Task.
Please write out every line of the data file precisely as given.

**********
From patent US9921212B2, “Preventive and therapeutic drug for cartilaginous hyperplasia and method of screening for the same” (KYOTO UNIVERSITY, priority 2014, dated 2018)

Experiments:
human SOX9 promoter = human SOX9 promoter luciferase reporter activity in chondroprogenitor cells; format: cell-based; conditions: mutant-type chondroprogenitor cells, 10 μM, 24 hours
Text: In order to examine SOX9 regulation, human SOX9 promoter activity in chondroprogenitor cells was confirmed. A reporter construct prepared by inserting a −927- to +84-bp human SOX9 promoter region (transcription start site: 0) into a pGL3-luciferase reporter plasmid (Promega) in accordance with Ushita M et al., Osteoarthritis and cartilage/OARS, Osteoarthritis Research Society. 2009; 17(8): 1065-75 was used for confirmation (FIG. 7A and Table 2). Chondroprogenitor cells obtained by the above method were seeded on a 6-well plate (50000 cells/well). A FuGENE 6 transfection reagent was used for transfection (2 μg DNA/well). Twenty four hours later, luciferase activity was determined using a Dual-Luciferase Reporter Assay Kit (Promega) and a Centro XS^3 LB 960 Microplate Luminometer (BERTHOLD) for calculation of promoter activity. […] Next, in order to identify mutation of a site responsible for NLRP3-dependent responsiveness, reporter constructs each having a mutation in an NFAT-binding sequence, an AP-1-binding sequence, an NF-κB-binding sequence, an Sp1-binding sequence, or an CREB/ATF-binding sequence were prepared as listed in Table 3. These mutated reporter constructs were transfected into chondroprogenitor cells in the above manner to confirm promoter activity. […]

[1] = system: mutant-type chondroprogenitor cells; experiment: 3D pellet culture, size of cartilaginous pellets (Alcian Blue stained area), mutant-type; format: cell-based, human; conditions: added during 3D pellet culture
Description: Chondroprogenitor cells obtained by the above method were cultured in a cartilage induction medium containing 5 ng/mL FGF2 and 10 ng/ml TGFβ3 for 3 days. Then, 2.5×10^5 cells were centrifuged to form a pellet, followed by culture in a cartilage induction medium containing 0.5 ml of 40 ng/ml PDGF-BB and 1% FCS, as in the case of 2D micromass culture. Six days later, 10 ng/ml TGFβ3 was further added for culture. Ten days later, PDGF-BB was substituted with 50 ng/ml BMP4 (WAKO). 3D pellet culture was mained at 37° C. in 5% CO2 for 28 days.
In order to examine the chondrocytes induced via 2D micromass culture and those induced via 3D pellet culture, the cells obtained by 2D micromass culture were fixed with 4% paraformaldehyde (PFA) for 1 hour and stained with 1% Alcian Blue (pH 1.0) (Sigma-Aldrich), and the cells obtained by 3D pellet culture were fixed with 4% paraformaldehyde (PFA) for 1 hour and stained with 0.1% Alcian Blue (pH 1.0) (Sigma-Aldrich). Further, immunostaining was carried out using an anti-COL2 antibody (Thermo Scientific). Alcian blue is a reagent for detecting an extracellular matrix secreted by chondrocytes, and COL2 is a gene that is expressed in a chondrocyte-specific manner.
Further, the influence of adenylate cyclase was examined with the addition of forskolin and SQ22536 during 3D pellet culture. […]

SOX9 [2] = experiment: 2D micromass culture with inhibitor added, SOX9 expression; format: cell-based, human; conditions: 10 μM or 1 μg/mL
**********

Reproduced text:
From patent US9921212B2, “Preventive and therapeutic drug for cartilaginous hyperplasia and method of screening for the same” (KYOTO UNIVERSITY, priority 2014, dated 2018)

Experiments:
human SOX9 promoter = human SOX9 promoter luciferase reporter activity in chondroprogenitor cells; format: cell-based; conditions: mutant-type chondroprogenitor cells, 10 μM, 24 hours
Text: In order to examine SOX9 regulation, human SOX9 promoter activity in chondroprogenitor cells was confirmed. A reporter construct prepared by inserting a −927- to +84-bp human SOX9 promoter region (transcription start site: 0) into a pGL3-luciferase reporter plasmid (Promega) in accordance with Ushita M et al., Osteoarthritis and cartilage/OARS, Osteoarthritis Research Society. 2009; 17(8): 1065-75 was used for confirmation (FIG. 7A and Table 2). Chondroprogenitor cells obtained by the above method were seeded on a 6-well plate (50000 cells/well). A FuGENE 6 transfection reagent was used for transfection (2 μg DNA/well). Twenty four hours later, luciferase activity was determined using a Dual-Luciferase Reporter Assay Kit (Promega) and a Centro XS^3 LB 960 Microplate Luminometer (BERTHOLD) for calculation of promoter activity. […] Next, in order to identify mutation of a site responsible for NLRP3-dependent responsiveness, reporter constructs each having a mutation in an NFAT-binding sequence, an AP-1-binding sequence, an NF-κB-binding sequence, an Sp1-binding sequence, or an CREB/ATF-binding sequence were prepared as listed in Table 3. These mutated reporter constructs were transfected into chondroprogenitor cells in the above manner to confirm promoter activity. […]

[1] = system: mutant-type chondroprogenitor cells; experiment: 3D pellet culture, size of cartilaginous pellets (Alcian Blue stained area), mutant-type; format: cell-based, human; conditions: added during 3D pellet culture
Description: Chondroprogenitor cells obtained by the above method were cultured in a cartilage induction medium containing 5 ng/mL FGF2 and 10 ng/ml TGFβ3 for 3 days. Then, 2.5×10^5 cells were centrifuged to form a pellet, followed by culture in a cartilage induction medium containing 0.5 ml of 40 ng/ml PDGF-BB and 1% FCS, as in the case of 2D micromass culture. Six days later, 10 ng/ml TGFβ3 was further added for culture. Ten days later, PDGF-BB was substituted with 50 ng/ml BMP4 (WAKO). 3D pellet culture was mained at 37° C. in 5% CO2 for 28 days.
In order to examine the chondrocytes induced via 2D micromass culture and those induced via 3D pellet culture, the cells obtained by 2D micromass culture were fixed with 4% paraformaldehyde (PFA) for 1 hour and stained with 1% Alcian Blue (pH 1.0) (Sigma-Aldrich), and the cells obtained by 3D pellet culture were fixed with 4% paraformaldehyde (PFA) for 1 hour and stained with 0.1% Alcian Blue (pH 1.0) (Sigma-Aldrich). Further, immunostaining was carried out using an anti-COL2 antibody (Thermo Scientific). Alcian blue is a reagent for detecting an extracellular matrix secreted by chondrocytes, and COL2 is a gene that is expressed in a chondrocyte-specific manner.
Further, the influence of adenylate cyclase was examined with the addition of forskolin and SQ22536 during 3D pellet culture. […]

SOX9 [2] = experiment: 2D micromass culture with inhibitor added, SOX9 expression; format: cell-based, human; conditions: 10 μM or 1 μg/mL